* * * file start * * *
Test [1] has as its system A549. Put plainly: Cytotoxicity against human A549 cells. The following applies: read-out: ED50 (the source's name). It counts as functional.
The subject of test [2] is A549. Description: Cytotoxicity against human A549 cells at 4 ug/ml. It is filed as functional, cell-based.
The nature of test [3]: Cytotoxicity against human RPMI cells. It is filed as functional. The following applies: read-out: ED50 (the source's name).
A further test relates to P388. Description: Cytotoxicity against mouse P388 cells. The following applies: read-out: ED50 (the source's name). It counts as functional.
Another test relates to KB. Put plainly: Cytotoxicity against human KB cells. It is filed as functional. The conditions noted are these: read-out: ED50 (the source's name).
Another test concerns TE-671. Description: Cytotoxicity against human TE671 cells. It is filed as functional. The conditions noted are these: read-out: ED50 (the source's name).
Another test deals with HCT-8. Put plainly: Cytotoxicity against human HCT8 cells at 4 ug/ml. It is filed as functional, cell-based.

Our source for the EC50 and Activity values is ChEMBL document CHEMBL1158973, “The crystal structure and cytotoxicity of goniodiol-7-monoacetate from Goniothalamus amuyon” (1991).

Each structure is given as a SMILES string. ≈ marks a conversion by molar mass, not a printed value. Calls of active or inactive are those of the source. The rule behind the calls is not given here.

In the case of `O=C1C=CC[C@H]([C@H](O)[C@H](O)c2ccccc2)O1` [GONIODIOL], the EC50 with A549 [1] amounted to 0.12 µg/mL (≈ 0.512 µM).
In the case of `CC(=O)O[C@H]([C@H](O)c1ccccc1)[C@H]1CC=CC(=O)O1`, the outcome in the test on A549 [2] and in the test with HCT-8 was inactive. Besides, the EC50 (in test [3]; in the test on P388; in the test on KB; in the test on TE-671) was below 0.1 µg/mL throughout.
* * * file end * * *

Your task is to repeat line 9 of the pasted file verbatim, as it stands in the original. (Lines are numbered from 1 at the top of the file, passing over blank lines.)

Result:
Each structure is given as a SMILES string. ≈ marks a conversion by molar mass, not a printed value. Calls of active or inactive are those of the source. The rule behind the calls is not given here.